Alice In Underland

Yes…it IS “Underland”, as this movie goes on to tell us. It was Alice who, upon her first visit, mistakenly thought the strange & amazing place was called Wonderland when it is actually “Underland”, which would make sense considering it IS down a giant rabbit hole.

Aaaaanyway…finally the long awaited Tim Burton version of  Lewis Carroll’s “Alice In Wonderland” has appeared magically to save us from the winter blahs. Or has it? I was so looking forward to this magical tale and so I hurried to the local theatre for an important date with an Imax screen and my 3D glasses! And truth be told, it was curiouser & curiouser what I found.

As the plot goes, it is several years since Alice first fell down the rabbit hole and she has been having dreams of it ever since. She is now around 19 years old (I assume) and she is still having trouble sleeping. She is betrothed to the son of a rich entrepreneur and it is on the day that he has chosen to propose that she finds herself chasing after the white rabbit once again and down the old rabbit chute to Wonder…er…Underland. It is here that she runs into all of her old friends including Tweetledee & Tweetledum (both played by relatively unknown comic Matt Lucas), the March Hare, the Cheshire Cat, Dormouse and a cast of other characters. It is also where she rekindles some sort of odd relationship with the Mad Hatter, played by Johnny Depp, who chews up screentime like no other. And it was this relationship that threw this film off a little, as far as I’m concerned.

First though…the best part about the film…the imagery. “Stunning” is the word that comes to mind. Much like his version of the Chocolate Factory, Burton has, once again, made a magical place as vivid and interesting to look at than any director of this age. Although he definitely has his own personal touch on places like Underland (see “Sleepy Hollow”, “Edward Scissorhands”, “Charlie & The Chocolate Factory”, etc), THIS land is where Tim Burton belongs. This place is exactly what makes his imagination run wild and he has done miraculous things with it. The landscape is dark yet whimsical and it’s every bit the kind of place I imagined it could be. So on that level, “Alice” is a success.

The character’s involved are all quite good also. I really enjoyed Mia Wasikowska’s version of Alice. She’s a bit of a spud at first, living her life having odd dreams. But as the film goes on, I kind of warmed up to her “muchness” and she became more & more likable as each reel went. All of the characters are fun (especially the mad March Hare who, in my opinion, should have gotten more time to go bonkers) and the oddball brothers of Tweetledee & Tweetledum were a hoot as well.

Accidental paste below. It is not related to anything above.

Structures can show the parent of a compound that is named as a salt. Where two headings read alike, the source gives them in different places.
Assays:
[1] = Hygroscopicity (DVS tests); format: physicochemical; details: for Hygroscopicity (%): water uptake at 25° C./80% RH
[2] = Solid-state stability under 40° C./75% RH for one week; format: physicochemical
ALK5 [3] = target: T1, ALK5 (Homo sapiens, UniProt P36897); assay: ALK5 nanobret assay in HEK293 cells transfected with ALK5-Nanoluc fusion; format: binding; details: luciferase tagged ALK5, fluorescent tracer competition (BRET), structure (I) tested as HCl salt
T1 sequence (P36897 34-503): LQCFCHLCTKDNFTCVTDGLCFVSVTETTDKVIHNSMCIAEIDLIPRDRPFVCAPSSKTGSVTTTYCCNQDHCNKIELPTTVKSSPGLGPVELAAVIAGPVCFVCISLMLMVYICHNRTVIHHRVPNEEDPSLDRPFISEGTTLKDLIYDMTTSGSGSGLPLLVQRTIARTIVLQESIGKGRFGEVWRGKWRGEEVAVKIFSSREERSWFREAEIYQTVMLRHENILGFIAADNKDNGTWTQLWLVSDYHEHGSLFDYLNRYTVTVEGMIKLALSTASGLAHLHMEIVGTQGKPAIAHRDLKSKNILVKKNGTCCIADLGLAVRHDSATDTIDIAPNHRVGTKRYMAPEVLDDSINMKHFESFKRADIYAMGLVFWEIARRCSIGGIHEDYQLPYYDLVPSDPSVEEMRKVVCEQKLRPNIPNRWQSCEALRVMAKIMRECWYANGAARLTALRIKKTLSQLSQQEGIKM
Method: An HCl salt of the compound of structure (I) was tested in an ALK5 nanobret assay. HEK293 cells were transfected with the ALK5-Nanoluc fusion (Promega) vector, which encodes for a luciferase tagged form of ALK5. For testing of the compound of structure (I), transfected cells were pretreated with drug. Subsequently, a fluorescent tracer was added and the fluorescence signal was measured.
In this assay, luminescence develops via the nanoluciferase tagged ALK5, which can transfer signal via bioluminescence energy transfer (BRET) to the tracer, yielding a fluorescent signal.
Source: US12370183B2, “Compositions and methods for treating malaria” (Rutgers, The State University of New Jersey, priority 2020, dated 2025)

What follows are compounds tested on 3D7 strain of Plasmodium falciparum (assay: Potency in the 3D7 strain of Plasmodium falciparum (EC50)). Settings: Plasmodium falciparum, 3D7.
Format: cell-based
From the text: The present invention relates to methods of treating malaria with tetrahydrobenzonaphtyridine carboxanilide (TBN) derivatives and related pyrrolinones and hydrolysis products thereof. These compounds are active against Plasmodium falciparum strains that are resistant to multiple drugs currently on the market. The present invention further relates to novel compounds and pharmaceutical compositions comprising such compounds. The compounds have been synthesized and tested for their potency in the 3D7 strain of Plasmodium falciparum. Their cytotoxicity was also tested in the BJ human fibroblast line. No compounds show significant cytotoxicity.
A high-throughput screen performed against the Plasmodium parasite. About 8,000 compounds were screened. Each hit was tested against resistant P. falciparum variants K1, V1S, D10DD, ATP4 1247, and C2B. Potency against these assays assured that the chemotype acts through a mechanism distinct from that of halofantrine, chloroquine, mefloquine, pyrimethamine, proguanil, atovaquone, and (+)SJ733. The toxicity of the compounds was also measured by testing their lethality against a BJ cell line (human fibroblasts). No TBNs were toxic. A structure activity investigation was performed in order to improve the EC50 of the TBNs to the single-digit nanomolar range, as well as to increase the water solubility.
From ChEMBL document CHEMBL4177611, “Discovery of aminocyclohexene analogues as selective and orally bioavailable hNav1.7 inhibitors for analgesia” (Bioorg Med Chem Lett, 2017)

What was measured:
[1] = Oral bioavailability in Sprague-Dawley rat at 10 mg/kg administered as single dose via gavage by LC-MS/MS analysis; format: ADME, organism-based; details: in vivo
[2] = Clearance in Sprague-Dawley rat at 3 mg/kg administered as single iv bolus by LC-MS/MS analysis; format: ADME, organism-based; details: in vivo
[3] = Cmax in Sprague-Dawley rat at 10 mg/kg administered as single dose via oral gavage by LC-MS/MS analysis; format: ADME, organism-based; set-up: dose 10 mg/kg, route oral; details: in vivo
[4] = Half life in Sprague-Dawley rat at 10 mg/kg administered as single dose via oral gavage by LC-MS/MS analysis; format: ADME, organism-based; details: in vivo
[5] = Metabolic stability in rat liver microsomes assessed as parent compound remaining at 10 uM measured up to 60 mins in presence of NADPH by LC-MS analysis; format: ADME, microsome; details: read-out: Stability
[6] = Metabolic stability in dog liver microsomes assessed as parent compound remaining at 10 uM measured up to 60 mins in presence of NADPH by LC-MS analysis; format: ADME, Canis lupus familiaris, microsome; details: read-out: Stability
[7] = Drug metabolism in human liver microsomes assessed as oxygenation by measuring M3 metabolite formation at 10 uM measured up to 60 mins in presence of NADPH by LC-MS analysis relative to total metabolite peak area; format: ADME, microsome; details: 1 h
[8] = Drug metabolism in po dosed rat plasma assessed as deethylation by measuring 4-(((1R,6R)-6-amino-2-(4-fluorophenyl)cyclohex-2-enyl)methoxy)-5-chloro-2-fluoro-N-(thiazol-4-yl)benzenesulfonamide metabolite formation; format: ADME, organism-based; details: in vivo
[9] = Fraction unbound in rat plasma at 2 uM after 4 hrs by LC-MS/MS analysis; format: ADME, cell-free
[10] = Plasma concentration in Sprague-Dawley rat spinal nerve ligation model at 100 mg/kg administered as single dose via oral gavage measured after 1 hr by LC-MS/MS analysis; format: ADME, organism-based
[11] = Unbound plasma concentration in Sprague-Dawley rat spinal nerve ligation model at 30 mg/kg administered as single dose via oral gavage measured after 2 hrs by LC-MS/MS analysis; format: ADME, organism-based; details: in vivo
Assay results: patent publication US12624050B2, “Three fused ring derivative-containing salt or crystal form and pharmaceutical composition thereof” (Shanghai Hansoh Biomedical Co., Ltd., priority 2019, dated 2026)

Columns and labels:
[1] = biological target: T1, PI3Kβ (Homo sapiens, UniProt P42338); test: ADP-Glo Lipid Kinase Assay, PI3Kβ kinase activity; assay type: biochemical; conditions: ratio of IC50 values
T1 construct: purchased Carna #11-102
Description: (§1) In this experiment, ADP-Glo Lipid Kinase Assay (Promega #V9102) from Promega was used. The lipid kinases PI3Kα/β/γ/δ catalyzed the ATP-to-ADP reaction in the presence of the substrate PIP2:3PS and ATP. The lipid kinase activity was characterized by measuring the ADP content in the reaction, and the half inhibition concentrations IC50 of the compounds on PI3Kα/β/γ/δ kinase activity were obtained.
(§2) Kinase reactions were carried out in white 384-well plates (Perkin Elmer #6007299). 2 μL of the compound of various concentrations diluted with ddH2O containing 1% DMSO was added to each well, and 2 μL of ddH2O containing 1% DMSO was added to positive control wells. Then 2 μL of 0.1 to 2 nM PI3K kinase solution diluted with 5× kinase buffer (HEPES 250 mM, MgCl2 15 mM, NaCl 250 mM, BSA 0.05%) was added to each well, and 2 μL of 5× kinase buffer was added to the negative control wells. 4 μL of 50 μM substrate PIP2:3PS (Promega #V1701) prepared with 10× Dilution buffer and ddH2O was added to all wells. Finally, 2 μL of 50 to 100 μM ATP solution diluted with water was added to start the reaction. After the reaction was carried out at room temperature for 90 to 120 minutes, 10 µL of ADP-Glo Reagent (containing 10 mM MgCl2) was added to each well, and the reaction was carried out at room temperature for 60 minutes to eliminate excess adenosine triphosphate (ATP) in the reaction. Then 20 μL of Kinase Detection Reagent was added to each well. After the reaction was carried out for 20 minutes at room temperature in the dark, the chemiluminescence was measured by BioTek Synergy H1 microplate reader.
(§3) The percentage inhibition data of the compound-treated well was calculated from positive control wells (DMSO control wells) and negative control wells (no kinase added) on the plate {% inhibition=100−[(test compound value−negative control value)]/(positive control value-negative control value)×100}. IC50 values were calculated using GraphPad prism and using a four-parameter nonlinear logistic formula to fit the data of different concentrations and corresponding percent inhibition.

Now…the bad part: Johnny Depp. And not because I’m kind of tired of him appearing in EVERY Tim Burton film playing basically the same kind of quirky roles. Personally, I just thought this role was given waaaaaaay too much time onscreen. It was if the writers and Burton knew they had a role for Depp and decided to give him more time than they should have because, quite frankly, it’s a one-sided role that they have tried to make 3-dimensional and failed. They took the Hatter and tried to make him into the equivalent  of The Scarecrow in “The Wizard Of Oz” except…well…in THIS tale this character is the MAD Hatter. He HAS a brain…but he’s crazy! Instead, Burton & crew tried to make his story the heart of the movie and it just doesn’t work. The Mad Hatter is a supporting role all the way, much like the Blue Caterpillar and all the other goofy sideshow characters. The story is about Alice, after all, and to take away that aspect of it makes the story disjointed. And very long. At 2 hours in length, you cut out all the Mad Hatter “moments” and you have a well-paced story with a central character and a conflict that needs resolved. WITH the Hatter you have extra baggage that needs sorted and it falls flat. And that is what happens here.

Oh…and about the plot, it’s actually not a bad idea at all…the Queen of Hearts (played with big-headed glee by Helen Bonham Carter) takes over Underland with her army of soldiers and the Jabberwocky (a menacing dragon). The White Queen (played by Anne Hathaway in a useless performance) has been banished and the land of Underland is gloomy and sad. It is foretold in a prophecy that Alice will return to defeat the dragon and the world will once again be bright and happy. Good enough plot for me! And it would have worked if they had left it at that and cut Depp’s performance in half. But they didn’t…and that drops this film to about average for me. I didn’t love it, I didn’t hate it, but it could have been so much better. And the 3D? Don’t waste your money. It’s nowhere near the caliber of “Avatar” and it’s somewhat disappointing that it wasn’t cooler considering how many ways it could have been used. If it weren’t for the fight at the end and the Cheshire Cat, it wouldn’t have made any difference at all that it was in 3D and for the added cost, you can go without.

Overall Rating: B-


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